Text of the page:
Music Reviews
Crack the Skye

Mastodon Crack the Skye

(Reprise) Buy it from Insound Rating - 8/10

Mastodon’s Crack the Skye has caught some flak from diehard fans regarding its pristine production and clean vocals (those metalheads are so hard to please). Well, it should be said that expensive production doesn’t necessarily equal lazy production, and clear vocals doesn’t equal selling out. Who the hell listens to Mastodon for their crooning, anyway? If Crack the Skye was a full-on instrumental piece, you could still tell me it was a concept album about Czarist Russia and I’d believe you. It’s a monarch all on its own, commanding your senses and marching you off to war with its machine-precision pyrotechnics and thunderbolt power. There’s nothing lazy or sell-outish about it.

If I had to question one thing about Mastodon after all these years, it is how in the great name of Ronnie James Dio they have managed to straddle that incredibly fine and quivering line between kick-ass-and-take-names metal and mystïc-bïrd-wïzärd Spin̈al Tapitis. They are a bit like a harder-edged Rush; those that are willing can completely turn aside the skull-and-crossbones bullshit lyrics and just enjoy the downright spellbinding musicianship at hand. Of course, even the music can fall prey to cliché (see: Dream Theater), and Crack the Skye follows Mastodon’s uncanny tradition of crafting a brand of heavy metal that is unabashed, mazelike, and above all, fresh.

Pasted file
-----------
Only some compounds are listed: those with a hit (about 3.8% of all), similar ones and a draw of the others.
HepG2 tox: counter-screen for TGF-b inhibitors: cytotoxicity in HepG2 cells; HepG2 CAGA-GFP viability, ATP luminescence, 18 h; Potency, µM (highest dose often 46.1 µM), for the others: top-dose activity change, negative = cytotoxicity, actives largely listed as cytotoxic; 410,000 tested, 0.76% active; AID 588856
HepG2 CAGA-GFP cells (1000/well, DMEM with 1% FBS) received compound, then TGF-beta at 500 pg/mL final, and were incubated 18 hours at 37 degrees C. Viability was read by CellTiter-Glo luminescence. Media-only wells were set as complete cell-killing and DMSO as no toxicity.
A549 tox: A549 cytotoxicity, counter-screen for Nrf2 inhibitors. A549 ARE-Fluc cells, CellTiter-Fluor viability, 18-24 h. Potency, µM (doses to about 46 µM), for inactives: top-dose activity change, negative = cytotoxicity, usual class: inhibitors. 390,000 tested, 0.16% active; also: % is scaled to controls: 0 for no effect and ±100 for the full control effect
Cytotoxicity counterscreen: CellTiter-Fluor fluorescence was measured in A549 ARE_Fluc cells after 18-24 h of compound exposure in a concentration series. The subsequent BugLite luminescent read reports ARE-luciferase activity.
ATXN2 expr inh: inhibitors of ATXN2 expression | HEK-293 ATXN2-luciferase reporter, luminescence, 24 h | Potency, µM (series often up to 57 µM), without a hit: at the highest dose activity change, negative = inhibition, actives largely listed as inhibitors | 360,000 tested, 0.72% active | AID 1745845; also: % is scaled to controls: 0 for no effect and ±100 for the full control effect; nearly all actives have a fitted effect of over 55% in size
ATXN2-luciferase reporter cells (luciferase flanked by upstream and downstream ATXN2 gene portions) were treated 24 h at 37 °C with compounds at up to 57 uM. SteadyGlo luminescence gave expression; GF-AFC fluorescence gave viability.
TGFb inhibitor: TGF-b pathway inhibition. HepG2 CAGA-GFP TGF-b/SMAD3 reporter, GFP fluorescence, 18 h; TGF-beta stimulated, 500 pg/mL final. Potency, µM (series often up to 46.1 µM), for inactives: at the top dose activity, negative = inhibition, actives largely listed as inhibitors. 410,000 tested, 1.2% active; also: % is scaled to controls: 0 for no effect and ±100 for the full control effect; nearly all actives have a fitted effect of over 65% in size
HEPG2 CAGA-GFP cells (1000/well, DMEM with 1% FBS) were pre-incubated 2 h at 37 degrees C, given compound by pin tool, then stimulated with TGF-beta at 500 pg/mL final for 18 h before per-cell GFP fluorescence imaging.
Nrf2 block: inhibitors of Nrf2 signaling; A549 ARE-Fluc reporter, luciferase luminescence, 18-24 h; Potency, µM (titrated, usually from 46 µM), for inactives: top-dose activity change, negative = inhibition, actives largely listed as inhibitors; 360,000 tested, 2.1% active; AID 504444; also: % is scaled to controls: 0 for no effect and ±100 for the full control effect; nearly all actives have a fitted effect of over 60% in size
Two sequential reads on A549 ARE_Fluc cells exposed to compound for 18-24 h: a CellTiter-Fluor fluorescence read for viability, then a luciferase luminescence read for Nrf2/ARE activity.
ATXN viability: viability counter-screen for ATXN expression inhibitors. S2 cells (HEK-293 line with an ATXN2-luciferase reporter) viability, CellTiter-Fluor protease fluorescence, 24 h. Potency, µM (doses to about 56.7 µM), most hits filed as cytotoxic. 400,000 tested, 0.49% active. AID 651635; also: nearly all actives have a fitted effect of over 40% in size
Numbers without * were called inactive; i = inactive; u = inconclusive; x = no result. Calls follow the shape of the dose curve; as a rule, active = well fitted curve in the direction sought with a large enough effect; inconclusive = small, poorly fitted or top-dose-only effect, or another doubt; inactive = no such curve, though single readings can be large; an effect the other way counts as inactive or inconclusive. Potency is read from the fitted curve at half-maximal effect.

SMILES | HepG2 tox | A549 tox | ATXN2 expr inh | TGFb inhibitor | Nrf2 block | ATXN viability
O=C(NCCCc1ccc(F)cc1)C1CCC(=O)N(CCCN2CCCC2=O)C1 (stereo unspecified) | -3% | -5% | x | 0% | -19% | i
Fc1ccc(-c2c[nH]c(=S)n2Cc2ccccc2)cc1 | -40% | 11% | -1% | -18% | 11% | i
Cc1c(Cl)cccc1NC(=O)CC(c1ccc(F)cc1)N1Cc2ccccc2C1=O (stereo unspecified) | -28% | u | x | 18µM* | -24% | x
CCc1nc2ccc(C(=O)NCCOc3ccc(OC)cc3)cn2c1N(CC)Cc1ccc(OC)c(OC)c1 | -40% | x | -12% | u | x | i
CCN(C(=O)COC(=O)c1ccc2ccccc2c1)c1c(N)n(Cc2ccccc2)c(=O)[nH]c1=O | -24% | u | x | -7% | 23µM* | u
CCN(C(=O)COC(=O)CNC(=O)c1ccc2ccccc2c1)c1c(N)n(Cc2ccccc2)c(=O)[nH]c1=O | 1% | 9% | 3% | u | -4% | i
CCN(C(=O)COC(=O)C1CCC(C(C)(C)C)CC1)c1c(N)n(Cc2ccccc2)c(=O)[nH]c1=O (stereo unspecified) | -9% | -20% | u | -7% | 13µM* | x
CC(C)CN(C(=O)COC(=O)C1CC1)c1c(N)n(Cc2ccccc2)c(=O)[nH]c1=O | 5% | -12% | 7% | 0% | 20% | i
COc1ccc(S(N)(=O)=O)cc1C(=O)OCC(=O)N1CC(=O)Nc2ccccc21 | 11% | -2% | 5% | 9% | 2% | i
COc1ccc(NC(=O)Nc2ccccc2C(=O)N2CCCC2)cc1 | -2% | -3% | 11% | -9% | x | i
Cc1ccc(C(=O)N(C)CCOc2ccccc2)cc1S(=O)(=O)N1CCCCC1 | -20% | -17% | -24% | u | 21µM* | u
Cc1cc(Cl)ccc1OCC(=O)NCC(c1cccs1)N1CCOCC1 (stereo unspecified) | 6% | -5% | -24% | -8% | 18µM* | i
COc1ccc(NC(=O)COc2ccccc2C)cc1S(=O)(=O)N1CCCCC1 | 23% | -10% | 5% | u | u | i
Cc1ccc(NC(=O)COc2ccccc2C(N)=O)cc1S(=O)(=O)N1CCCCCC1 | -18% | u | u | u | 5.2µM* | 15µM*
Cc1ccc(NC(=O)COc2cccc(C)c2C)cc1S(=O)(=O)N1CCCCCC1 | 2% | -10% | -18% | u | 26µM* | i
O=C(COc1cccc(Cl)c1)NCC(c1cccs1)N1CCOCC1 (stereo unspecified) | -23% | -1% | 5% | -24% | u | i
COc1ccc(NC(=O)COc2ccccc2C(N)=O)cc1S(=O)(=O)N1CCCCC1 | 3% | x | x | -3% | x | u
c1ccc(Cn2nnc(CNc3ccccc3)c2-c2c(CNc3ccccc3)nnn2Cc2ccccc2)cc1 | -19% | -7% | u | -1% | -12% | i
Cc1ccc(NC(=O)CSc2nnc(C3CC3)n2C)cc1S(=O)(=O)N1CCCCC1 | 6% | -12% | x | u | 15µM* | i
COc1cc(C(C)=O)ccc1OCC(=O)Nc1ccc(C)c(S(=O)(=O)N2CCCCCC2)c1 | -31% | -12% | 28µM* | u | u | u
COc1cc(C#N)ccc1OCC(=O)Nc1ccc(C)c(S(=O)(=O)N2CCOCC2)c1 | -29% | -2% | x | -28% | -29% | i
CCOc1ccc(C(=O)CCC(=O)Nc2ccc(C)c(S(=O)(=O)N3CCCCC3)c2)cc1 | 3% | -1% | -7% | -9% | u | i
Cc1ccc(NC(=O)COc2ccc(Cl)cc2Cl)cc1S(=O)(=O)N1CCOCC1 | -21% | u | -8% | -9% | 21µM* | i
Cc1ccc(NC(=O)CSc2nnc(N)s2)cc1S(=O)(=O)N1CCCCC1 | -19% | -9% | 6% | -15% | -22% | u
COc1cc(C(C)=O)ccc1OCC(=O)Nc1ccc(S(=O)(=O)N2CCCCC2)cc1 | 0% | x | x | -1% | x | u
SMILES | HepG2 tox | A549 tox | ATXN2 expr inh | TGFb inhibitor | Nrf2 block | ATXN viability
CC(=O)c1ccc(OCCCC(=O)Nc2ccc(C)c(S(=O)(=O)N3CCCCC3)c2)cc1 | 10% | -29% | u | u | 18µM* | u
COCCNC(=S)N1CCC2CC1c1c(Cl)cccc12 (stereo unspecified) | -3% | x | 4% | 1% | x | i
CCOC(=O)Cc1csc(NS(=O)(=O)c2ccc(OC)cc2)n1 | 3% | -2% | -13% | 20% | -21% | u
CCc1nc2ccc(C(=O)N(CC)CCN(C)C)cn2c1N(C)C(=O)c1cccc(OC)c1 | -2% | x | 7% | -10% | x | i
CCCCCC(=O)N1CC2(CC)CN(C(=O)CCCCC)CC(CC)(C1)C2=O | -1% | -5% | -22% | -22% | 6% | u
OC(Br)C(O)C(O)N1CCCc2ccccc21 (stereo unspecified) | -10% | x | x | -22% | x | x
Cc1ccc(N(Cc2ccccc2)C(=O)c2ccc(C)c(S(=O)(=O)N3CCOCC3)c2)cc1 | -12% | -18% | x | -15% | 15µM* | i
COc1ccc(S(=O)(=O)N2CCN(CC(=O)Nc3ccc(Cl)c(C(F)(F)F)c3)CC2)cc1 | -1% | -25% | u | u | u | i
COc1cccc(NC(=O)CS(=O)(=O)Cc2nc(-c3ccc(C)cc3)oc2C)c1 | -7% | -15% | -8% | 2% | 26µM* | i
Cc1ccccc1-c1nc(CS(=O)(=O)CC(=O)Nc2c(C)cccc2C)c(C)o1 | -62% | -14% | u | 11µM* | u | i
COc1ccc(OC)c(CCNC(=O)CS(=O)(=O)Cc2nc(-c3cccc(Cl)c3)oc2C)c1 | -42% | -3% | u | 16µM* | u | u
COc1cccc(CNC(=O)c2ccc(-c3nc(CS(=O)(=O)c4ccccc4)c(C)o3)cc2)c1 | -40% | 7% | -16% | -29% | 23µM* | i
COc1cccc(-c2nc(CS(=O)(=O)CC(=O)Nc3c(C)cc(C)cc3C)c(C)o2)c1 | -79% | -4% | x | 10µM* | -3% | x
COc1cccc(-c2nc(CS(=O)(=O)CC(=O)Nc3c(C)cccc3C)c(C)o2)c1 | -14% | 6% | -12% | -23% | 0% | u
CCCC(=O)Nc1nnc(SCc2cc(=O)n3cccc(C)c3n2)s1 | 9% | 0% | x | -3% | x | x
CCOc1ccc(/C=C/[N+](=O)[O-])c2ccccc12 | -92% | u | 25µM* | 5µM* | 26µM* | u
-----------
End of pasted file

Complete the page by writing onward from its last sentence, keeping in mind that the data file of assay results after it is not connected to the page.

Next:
Of course, that also means it is an exhausting album, despite its moderate (for prog-metal, anyway) 50 minute running time. It will drain you like a good metal album should, but it will also rack your brain. With the exception of the two epic tracks, The Czar and The Last Baron, the album is also conveniently split into small, easily-digestible portions. As for those two behemoths, they are certainly mountains worth climbing, even though they probably could have been split up.

The vocals, it should be noted, are indeed a bit problematic (when has a prog-metal band ever possessed a strong vocalist?). The band may know this, which would explain the march of guest vocalists that appear on the last couple of albums. The tandem of Troy Sanders and Brann Dailor (and Neurosis’ Scott Kelly, who appears on the title track) trade guttural growls and hoarse Ozzy Osbourne impressions that don’t get in the way but don’t really add anything to the labrynthian musical acrobatics. At least the band has the good sense to shut up for prolonged periods of time and let the music take the reins, and these are the best moments on Crack the Skye.

Aside from that fairly inconsequential annoyance, there is nothing on this album that could not please a metal fan or a prog fan. That is Mastodon’s secret. Stories of Moby Dick and now, Rasputin, give the band the same mystique that keeps Tool fans so engaged, and that leaves the band to focus on their next monolith. They are really convincing in their grandeur. The riffs, the solos, the booming drums – it all provokes a sincere sense of awe. In a musical age that is dominated by bluntness and simplicity, it’s increasingly difficult for prog rock to avoid extinction. Mastodon has; they always were, and still are, the real deal.